A recent outbreak of hepatitis A in the UK may have been caused by contaminated sun-dried tomatoes. Hepatitis A is carried by human excrement and can be passed on through contaminated food and water. When the condition progresses it causes fatal liver failure.
- Hepatitis is derived from the Greek for liver, hepat- (ἡπατ-), meaning liver, with the suffix -itis.
- Hepatitis A spreads in water and food
- Hepatitis B is spread by sexual contact and sharing of needles
- Hepatitis C is usually spread by blood to blood contact
- Hepatitis D only affects you if you have had Hepatitis B
- Hepatitis E is very rare in the UK
- Vaccines are available for Hepatitis A and B, but there is no vaccine for Hepatitis C
While all recent cases in the UK were successfully treated. hepatitis is a serious disease. The strain that infected people in the UK in November 2011 is the same as one that was traced back to sun-dried tomatoes in the Netherlands in 2010.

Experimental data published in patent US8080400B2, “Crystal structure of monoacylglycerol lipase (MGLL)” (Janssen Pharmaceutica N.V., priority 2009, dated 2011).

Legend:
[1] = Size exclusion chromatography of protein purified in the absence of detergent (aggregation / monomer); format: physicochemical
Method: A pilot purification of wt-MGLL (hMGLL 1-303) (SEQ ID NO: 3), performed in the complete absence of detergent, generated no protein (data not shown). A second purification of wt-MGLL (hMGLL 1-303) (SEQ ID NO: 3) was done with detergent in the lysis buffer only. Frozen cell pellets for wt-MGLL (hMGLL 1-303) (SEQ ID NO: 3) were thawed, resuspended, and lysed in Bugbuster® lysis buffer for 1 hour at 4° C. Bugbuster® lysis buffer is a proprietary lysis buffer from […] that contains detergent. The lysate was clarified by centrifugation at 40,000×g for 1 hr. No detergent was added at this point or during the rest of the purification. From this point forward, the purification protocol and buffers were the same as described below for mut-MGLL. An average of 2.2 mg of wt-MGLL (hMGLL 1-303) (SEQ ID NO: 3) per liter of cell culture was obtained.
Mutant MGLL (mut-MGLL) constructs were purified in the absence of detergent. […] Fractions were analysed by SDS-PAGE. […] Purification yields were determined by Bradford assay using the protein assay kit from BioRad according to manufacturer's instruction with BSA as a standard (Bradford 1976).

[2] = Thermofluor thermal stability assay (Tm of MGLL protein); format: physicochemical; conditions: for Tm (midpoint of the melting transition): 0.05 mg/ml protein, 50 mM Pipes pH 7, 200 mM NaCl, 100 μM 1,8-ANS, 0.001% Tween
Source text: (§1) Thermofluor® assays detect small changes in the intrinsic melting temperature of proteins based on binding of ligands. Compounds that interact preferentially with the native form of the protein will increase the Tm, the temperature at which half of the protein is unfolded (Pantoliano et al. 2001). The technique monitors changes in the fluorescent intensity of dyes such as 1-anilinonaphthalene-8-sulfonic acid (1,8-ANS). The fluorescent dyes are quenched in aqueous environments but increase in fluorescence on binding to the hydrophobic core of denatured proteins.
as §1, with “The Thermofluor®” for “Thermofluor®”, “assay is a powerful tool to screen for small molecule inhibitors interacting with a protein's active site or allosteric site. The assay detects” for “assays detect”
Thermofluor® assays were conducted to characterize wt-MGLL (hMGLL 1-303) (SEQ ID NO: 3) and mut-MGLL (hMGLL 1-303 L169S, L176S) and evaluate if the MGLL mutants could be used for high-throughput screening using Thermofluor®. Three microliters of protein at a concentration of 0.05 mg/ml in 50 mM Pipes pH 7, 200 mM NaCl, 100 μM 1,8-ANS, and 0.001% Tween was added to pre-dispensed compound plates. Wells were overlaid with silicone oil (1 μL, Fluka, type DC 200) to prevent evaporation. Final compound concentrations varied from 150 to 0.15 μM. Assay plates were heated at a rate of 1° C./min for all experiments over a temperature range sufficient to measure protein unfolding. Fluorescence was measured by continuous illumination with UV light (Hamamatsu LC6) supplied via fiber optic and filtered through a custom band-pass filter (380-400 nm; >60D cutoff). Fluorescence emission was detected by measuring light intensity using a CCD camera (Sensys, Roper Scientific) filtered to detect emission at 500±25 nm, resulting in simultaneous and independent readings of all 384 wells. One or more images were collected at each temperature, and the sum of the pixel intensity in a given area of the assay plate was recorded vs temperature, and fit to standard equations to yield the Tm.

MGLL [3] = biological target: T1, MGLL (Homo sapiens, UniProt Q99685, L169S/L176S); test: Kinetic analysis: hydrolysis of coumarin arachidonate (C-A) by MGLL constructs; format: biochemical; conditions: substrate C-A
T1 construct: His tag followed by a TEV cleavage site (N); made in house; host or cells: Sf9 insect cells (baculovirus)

However, at the moment there is no known way to test food for the presence of the virus and although this particular strain was present in sun-dried tomatoes in 2010, this does not mean it is restricted to sun-dried tomatoes. The source of the problem could be elsewhere.
There have been no new cases reported in the UK since November 2011, so it is likely that the virus is no longer present in any foods being sold in the UK presently.
The Food Standards Agency have stated: “Sun-dried tomatoes are being investigated as one possible source of the hepatitis A cases. However, no food source has been conclusively identified and no other relevant cases have been reported in the UK.”
This page was written by Jon Wade, principal author and editor of Medimise.